MINNEAPOLIS (AP) — Minnesota Democratic leaders will convene an emergency meeting Thursday evening to respond to the chaos that broke out during a convention to endorse a candidate for a Minneapolis City Council race.
Video circulating on social media shows the disturbance Saturday after supporters of incumbent Aisha Chughtai took the stage to seek the delegates’ backing for the Ward 10 council seat. That sparked an uproar among backers of her challenger, Nasri Warsame. Some jumped on stage, shouting, banging on tables and waving signs. At least two people were injured, and the convention broke up with no endorsement.
Ken Martin, chair of the state Democratic Party organization, tweeted that he would use the upcoming meeting to propose a bylaw change “to ban individuals engaged in violent assaults” from the party and “take immediate action to remove the folks involved in Ward 10.”
Martin also said in a separate statement late Saturday that it was “clear that the conflict was instigated” by Warsame supporters.
“We expect candidates and their campaign teams to work hard to curb such behavior when it comes from their supporters, staffers, or volunteers,” Martin said. “Warsame and his team took the opposite approach … by escalating the situation and encouraging conflict.”
Both candidates are Democrats in an overwhelmingly Democratic city when campaigns for party backing are often heated. Warsame, a political newcomer, is a Somali immigrant.
Chughtai is a longtime activist who managed U.S. Rep. Ilhan Omar’s 2018 campaign. She’s the daughter of Pakistani immigrants and has support from some prominent Somali American politicians, including Omar and state Sen. Zaynab Mohamed, and other Muslims including Minnesota Attorney General Keith Ellison.
Some of their biggest differences are ideological. Chughtai has endorsements from a long list of progressive and labor groups, including the Democratic Socialists of America.
Warsame has campaigned on a law-and-order message, saying on his website that he’s “committed to reducing crime and addressing issues such as car theft, organized crime, human trafficking, and the opioid crisis,” while also “dedicated to working collaboratively with law enforcement to reform policing practices and address issues of racial bias and discrimination within the department.”
A sergeant-and-arms for the convention, Quentin Wathum-Ocama, said there was a lot of jeering as Chughtai and her supporters went on stage. At some point, he said, “a small number” of Warsame supporters started making their way to the front and scuffles broke out. One Warsame supporter was “particularly aggressive.” At the same time, he said, some Warsame supporters tried their best to de-escalate the situation, but others tried to instigate trouble and it devolved into chaos.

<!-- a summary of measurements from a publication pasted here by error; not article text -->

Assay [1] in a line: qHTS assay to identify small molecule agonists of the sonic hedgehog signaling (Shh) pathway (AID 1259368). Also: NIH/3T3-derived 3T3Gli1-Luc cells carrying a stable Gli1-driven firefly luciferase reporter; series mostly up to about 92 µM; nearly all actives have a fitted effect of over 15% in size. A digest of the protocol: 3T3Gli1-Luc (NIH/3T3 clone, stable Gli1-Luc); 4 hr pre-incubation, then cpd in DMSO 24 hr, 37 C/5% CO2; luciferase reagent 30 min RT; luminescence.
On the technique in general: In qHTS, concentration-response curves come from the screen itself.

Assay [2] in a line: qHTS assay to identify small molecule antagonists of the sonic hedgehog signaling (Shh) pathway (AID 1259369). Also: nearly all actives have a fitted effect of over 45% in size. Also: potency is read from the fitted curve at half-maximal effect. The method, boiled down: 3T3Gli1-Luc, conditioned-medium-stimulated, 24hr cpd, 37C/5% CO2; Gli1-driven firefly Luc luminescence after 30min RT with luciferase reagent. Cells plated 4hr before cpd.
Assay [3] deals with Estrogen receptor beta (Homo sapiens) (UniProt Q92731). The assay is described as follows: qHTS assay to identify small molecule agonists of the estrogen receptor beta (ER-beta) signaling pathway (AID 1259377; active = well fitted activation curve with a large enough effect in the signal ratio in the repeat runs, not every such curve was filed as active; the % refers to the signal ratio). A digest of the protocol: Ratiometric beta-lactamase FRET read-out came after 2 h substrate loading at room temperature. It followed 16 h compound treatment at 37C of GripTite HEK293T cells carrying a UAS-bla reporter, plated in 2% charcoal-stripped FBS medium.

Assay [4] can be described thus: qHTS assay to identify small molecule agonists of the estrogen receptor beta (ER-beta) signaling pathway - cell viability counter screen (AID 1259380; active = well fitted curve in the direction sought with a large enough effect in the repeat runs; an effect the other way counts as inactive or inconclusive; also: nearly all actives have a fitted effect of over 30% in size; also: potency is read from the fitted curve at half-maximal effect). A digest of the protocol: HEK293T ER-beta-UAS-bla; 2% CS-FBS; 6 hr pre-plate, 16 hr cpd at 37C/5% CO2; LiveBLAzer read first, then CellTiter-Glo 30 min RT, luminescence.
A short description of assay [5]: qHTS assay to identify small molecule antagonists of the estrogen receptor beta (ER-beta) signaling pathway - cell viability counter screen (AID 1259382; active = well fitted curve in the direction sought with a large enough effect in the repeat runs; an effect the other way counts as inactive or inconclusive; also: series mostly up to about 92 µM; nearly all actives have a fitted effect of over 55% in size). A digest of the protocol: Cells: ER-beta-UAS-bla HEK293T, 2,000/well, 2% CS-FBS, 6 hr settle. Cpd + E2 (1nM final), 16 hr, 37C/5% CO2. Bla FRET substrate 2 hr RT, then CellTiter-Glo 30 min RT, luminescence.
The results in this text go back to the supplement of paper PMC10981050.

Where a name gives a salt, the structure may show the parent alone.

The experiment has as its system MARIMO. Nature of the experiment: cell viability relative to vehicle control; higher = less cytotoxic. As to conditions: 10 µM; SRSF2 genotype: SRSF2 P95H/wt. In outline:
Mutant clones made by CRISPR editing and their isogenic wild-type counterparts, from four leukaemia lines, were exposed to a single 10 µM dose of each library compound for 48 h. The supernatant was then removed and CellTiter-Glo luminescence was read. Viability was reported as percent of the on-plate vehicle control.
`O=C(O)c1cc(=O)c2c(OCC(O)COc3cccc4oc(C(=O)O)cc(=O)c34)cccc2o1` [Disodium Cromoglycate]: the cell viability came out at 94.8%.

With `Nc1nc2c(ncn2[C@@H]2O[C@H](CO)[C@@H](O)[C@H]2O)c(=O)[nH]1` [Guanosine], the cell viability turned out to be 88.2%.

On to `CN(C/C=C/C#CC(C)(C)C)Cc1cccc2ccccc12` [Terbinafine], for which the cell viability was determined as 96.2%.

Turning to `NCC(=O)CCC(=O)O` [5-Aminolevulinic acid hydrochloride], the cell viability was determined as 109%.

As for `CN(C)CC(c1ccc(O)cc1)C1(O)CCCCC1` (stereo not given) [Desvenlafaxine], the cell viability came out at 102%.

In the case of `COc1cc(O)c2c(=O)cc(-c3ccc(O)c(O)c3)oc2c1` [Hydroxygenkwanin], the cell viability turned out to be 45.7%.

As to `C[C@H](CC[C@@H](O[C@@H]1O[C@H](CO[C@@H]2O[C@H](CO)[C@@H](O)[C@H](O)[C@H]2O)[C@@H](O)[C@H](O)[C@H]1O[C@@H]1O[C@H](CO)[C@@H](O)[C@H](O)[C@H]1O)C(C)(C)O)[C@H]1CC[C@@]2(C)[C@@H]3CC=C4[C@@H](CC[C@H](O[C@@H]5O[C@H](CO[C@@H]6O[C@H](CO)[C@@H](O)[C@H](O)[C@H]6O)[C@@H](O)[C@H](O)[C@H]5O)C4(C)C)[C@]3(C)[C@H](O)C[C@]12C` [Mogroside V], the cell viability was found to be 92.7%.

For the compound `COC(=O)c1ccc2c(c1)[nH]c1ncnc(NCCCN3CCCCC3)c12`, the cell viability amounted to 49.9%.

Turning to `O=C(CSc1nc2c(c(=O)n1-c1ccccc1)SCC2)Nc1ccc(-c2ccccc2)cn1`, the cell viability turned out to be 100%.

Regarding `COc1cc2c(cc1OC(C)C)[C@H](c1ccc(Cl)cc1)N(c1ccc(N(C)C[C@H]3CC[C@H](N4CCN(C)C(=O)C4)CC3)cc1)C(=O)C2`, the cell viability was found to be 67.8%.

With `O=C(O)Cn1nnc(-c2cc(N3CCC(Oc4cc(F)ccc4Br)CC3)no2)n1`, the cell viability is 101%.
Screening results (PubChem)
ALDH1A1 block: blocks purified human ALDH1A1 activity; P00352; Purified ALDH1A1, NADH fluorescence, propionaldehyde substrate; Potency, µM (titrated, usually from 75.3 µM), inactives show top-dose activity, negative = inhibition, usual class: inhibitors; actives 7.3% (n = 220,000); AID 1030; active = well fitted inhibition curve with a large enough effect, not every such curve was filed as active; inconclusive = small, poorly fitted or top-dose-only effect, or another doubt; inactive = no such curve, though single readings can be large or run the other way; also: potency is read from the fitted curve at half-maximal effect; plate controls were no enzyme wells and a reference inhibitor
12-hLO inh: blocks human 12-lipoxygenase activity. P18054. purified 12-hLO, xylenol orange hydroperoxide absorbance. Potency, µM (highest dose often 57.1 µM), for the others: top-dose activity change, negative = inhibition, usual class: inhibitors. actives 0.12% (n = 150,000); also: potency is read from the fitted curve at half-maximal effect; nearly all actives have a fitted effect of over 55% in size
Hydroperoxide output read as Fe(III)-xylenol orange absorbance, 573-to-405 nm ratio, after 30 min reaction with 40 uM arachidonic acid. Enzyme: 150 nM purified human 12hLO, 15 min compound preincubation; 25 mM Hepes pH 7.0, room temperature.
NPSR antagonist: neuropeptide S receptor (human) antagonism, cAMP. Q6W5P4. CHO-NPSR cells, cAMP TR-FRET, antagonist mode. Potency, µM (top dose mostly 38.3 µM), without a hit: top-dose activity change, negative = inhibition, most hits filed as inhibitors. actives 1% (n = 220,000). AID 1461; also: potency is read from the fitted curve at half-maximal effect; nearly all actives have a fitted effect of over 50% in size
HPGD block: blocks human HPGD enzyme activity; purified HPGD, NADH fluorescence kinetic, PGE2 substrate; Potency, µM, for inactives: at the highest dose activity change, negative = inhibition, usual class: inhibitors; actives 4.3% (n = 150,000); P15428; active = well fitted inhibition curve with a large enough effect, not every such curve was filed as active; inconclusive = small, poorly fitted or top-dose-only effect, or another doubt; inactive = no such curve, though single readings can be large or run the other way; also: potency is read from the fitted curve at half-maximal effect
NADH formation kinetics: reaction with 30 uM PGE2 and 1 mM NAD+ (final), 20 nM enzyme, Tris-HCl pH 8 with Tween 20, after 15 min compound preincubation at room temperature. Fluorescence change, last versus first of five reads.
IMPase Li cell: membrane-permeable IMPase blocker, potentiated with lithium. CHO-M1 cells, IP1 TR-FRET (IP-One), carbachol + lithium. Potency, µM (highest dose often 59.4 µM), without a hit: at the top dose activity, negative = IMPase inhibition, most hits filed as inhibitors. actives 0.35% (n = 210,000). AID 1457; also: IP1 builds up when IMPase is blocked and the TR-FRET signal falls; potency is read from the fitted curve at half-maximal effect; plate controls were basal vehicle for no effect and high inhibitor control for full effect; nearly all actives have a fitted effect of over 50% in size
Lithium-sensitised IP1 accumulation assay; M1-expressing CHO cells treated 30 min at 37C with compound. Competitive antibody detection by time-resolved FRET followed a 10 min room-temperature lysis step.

The widely-seen video was shot by John Edwards, editor and publisher of the Wedge LIVE! local news website, named for the Wedge neighborhood in the ward. He was there as an uncommitted delegate. He said it was clear from early procedural votes that Chughtai had the 60% support she needed to win the endorsement, and that that appeared to leave Warsame’s supporters frustrated.
Other factors appeared to be language barriers and unfamiliarity with the procedures, Edwards said. Many Warsame alternates could not get upgraded because the seats for their precincts were already filled with full-fledged delegates, he said.
Edwards compared the chaos to the kind of melee that can erupt at a sporting even where a couple people fight, and others join in with little thought.
“It seemed like there was a total lack of anybody from Warsame’s campaign stepping in to settle people down as it was happening,” Edwards said. By the time Warsame got on stage and called for calm, he said, most people were already leaving.
The Chughtai campaign issued a statement denouncing the incident as “horrifying, unacceptable, and indicative of the growing threat to progressive, pro-people candidates and movement leaders.”
At least one person was treated at a hospital for injuries that were not believed to be life-threatening. A second person was treated at the scene. But the campaign said more than a dozen of her supporters or party volunteers were assaulted.
“The Warsame campaign punched multiple women of color on our campaign team, and shoved and harassed LGBTQIA2S+ delegates and supporters,” the statement said.
Chughtai spokesman Akhi Menawat said Monday that the campaign had little to add to the statement, but he said he didn’t think the dispute had anything to do with ethnicity or race.
Warsame said Sunday night he regretted “the unexpected and unfortunate events ,,, I do not condone violence and I do not condone yesterday’s events. The incident should have never happened. I apologize to those who were impacted, and I pray for all who were injured.”
“One person who participated in the violence was a volunteer, not a member of my campaign staff,” Warsame said in a statement. “This person was appropriately and immediately removed as a volunteer and should be permanently banned from any future conventions.”
Neither Warsame nor his campaign responded to messages seeking comment Monday.
Police said Sunday that they made no arrests because officers didn’t see anyone fighting when they arrived and the crowd was already dispersing. Police spokesman Sgt. Garrett Parten said Monday that the incident was still under investigation and that he had no further information to release.